However, Dixieland jazz is referred to just three times in this extensive brochure. I quote these references in their entirety:

Gator Nation
Gator Nation and other entertaining non-jazz groups have become regulars on the festival circuit.

From Page 1: “And if you think the Jubilee is about having to drag yourself to Old Sacramento to hear a bunch of moldy figs make 100-year old mistakes, think again. We got the Platters and several veteran performers from the Lawrence Welk television shows as headliners. And we got blues, we got swing, we got barbershop, we got zydeco, we got combos, we got washboards, we got rhythm and blues, we got jug bands and banjo bands and special performances for the kids. And, well, heck, we have Dixieland as well.”

From Page 7 (both references): “‘You’re going to a Dixieland festival? Isn’t that music, well … awfully corny?’ Indeed, what is a gal raised on the Beatles, the Beach Boys and Motown doing at a trad jazz festival?”

“Variety, variety, variety. No matter what, you just know you’re not going to like that banjo-washboard-tinkly piano music? Not a problem. Blues, western swing, hot jazz, zydeco, big band; it’s all part of the Jubilee soundtrack. …”

These three references, coming from a festival that’s probably spending more money to present Dixieland than any of the other kinds of music mentioned therein, are nevertheless decidedly negative in tone. What’s going on here? Here’s my guess.

Sacto is big business, the biggest festival of its kind in the U.S. It properly pays considerable attention to the kind of marketing it needs to maintain, and hopefully increase, its paid attendance of 100,000-plus.

The above-quoted sections of the 2002 brochure suggest to me that Sacto recognizes that (1) virtually all of the hard-core Dixieland fans likely to attend the Jubilee already know that Sacto is the place to find more of their favorite music than anywhere else and (2) among the remainder of the population, the prospect of hearing 1920s-style jazz probably drives away more potential attendees these days than it attracts. Thus, the Jubilee decided to bend over backwards, in promotions aimed at a general audience, to erase its image of being principally a Dixieland event.

In my view, much as I personally love Dixieland, this is clearly the right long-term strategy for the Jubilee’s financial success. I have to compliment Roger Krum and his staff for figuring out a way to implement it without cutting back on the festival’s substantial support for Dixieland.

Part 2

Back to the Texas Shout Index

Want to read ahead? Buy the book!

The full run of “Texas Shout” has been collected into a lavishly illustrated trade paperback entitled Texas Shout: How Dixieland Jazz Works.  This book is available @ $20.00 plus $2.95 shipping from Tex Wyndham,   On request, Tex will autograph the book and add a personalized note (be sure to tell him to whom the note should be addressed).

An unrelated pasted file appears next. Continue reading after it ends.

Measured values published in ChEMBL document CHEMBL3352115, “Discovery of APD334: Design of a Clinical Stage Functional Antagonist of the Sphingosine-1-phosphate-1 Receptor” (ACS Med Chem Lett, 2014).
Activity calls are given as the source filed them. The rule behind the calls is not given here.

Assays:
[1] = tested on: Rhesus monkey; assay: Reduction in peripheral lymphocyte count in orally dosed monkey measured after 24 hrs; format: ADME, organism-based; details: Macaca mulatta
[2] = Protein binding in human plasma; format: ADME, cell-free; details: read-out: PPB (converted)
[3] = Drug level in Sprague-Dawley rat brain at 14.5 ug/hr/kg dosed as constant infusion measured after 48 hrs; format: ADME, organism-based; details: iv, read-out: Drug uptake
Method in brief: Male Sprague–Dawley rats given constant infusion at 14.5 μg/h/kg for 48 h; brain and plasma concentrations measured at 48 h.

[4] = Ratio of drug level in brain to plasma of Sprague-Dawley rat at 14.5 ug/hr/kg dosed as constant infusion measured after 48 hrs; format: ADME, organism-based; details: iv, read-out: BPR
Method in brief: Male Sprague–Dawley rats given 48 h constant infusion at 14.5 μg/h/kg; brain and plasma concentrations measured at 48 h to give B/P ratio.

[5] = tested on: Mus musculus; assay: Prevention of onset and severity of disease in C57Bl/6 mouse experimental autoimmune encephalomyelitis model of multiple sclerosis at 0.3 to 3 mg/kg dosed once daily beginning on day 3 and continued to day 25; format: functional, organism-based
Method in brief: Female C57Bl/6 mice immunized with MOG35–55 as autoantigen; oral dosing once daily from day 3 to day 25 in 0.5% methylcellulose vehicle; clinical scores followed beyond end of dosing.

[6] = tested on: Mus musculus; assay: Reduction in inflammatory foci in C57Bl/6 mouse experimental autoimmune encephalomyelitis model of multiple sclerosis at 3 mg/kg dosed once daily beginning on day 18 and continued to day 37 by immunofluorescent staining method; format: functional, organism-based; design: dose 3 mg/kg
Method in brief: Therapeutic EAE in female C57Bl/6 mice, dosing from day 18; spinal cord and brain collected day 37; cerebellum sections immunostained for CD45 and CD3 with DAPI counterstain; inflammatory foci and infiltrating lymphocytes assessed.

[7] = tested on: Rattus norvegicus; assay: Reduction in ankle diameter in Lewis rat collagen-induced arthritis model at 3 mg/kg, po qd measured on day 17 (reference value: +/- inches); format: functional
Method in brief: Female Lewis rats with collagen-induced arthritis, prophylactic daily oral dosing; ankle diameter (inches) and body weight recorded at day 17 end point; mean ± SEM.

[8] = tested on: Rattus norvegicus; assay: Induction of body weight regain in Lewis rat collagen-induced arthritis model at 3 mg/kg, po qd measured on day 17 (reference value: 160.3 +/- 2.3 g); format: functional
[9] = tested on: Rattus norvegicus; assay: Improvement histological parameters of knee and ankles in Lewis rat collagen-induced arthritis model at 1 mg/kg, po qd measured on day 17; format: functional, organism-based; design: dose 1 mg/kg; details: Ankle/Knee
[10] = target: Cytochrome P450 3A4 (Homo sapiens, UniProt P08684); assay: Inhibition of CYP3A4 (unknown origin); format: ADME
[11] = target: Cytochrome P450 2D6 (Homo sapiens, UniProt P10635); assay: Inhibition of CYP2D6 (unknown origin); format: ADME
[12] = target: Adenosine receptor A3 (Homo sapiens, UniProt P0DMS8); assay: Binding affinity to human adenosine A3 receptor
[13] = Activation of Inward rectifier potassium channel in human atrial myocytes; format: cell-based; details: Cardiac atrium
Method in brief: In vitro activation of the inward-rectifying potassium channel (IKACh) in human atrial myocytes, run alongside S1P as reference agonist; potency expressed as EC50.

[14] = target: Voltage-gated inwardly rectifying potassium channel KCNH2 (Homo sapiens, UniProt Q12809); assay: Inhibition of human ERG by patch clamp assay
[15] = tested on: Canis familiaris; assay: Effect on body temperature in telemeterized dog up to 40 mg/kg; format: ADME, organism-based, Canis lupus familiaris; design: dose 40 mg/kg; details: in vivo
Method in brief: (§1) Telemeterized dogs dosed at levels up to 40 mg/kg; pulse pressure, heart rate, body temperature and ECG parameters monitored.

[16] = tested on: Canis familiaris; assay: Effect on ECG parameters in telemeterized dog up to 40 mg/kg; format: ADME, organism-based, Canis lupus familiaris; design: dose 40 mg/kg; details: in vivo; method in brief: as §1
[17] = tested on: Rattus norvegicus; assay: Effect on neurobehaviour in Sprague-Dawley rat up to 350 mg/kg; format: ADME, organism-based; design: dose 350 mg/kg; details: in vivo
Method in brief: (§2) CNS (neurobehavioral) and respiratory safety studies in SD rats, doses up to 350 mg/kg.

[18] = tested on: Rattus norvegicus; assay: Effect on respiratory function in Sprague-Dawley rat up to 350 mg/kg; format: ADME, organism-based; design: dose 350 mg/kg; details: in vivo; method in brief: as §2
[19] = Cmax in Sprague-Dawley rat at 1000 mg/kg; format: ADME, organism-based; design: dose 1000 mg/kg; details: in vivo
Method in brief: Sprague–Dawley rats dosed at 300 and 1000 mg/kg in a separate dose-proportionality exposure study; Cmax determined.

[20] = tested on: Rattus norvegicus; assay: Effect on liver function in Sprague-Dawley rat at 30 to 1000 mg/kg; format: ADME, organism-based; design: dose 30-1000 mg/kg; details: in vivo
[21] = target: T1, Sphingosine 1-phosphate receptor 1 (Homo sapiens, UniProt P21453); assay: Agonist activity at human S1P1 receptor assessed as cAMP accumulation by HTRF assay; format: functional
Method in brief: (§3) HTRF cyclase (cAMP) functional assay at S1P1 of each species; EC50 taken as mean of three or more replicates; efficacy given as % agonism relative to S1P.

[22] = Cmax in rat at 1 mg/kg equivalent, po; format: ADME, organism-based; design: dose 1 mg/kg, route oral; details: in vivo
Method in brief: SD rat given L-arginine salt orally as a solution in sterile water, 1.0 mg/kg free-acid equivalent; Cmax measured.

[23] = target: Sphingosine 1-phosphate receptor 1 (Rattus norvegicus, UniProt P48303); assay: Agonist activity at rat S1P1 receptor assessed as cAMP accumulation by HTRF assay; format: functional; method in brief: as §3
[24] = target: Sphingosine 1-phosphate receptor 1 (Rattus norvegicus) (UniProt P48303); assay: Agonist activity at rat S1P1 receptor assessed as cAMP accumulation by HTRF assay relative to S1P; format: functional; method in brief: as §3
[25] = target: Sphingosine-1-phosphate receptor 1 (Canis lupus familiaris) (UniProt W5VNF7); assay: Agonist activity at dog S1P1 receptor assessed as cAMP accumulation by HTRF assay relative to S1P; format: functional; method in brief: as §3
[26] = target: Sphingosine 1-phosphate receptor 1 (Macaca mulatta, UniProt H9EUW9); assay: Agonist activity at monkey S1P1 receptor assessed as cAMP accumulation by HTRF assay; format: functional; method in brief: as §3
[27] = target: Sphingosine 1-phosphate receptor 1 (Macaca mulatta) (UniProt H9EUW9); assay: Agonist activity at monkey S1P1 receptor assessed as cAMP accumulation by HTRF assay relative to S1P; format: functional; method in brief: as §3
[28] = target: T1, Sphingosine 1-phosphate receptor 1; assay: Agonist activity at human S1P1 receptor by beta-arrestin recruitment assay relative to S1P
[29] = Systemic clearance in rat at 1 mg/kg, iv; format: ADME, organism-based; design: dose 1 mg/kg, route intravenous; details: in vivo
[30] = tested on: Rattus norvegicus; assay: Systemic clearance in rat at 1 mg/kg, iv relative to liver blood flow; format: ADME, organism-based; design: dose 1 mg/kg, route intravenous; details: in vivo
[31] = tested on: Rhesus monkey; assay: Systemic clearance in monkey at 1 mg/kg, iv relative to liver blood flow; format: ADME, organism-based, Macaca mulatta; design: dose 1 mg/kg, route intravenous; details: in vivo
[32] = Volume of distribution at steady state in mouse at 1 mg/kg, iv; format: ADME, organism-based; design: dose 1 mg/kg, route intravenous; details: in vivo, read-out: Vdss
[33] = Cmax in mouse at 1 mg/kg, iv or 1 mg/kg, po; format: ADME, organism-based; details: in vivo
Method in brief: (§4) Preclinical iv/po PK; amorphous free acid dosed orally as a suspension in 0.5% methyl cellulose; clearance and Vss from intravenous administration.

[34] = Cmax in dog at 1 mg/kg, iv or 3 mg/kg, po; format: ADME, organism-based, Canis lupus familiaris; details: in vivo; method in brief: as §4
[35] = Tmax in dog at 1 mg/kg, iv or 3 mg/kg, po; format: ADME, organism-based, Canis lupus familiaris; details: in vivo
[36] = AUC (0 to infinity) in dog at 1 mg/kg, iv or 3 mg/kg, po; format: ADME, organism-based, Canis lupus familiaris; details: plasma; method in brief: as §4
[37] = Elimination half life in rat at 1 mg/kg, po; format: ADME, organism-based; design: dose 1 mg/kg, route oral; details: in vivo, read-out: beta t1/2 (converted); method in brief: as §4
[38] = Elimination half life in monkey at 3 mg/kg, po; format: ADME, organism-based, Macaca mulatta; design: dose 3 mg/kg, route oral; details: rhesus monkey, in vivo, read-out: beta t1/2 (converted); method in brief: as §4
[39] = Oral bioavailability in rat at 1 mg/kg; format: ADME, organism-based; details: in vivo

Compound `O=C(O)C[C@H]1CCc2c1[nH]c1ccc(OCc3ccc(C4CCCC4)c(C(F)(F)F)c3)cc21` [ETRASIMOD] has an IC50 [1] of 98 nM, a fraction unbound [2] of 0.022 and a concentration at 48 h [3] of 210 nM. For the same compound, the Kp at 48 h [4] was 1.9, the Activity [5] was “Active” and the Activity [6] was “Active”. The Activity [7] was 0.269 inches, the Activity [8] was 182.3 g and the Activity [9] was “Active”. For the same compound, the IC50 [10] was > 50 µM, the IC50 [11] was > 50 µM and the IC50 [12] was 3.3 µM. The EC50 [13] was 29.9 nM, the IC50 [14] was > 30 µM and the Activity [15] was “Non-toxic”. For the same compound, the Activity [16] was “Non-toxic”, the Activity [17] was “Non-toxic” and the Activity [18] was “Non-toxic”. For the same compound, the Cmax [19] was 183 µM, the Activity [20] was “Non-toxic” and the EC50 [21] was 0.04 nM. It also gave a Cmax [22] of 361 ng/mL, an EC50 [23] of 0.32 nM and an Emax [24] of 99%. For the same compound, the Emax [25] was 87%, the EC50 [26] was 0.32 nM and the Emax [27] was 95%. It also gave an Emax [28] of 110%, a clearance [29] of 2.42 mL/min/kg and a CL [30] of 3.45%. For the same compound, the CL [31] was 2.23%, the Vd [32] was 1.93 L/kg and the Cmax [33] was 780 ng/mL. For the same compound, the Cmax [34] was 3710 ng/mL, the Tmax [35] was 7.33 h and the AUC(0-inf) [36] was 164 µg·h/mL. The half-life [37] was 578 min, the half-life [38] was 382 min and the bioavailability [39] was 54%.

Tex Wyndham’s 3 CD Guide to Dixieland with music and commentary is available for $20 plus $2.95 shipping. The separate CD, A History of Ragtime: Tex Wyndham Live At Santa Rosa, is available for $13.00 plus $2.00 shipping. On request, Tex will autograph the inner sleeve and add a personalized note (be sure to tell him to whom the note should be addressed).

Send payment to Tex Wyndham, P.O. Box 831, Mendenhall, PA 19357, Phone (610) 388-6330.

Note: All links, pictures, videos or graphics accompanying the Shouts were added at the discretion of the Syncopated Times editorial staff. They did not accompany the original columns and do not necessarily reflect the opinion of Tex Wyndham.

Tex Wyndham

Tex Wyndham

From roughly 1970-2010, Tex Wyndham was: (1) one of the best-known revivalist Dixieland jazz musicians in the US, as cornetist, pianist and bandleader, (2) one of the best-known ragtime pianists in the US, and (3) one of the most respected critics in the US of Dixieland jazz, ragtime, and related music. He is the only person about whom all three of those statements can be made.

The full run of “Texas Shout” has been collected into a lavishly illustrated trade paperback entitled Texas Shout: How Dixieland Jazz Works.  This book is available @ $20.00 plus $2.95 shipping from Tex Wyndham. On request, Tex will autograph the book and add a personalized note (be sure to tell him to whom the note should be addressed).

Tex Wyndham’s 3 CD Guide to Dixieland with music and commentary is available for $20 plus $2.95 shipping. The separate CD, A History of Ragtime: Tex Wyndham Live At Santa Rosa, is available for $13.00 plus $2.00 shipping. On request, Tex will autograph the inner sleeve and add a personalized note (be sure to tell him to whom the note should be addressed).

Send payment to Tex Wyndham, P.O. Box 831, Mendenhall, PA 19357, Phone (610) 388-6330.

Or look at our Subscription Options.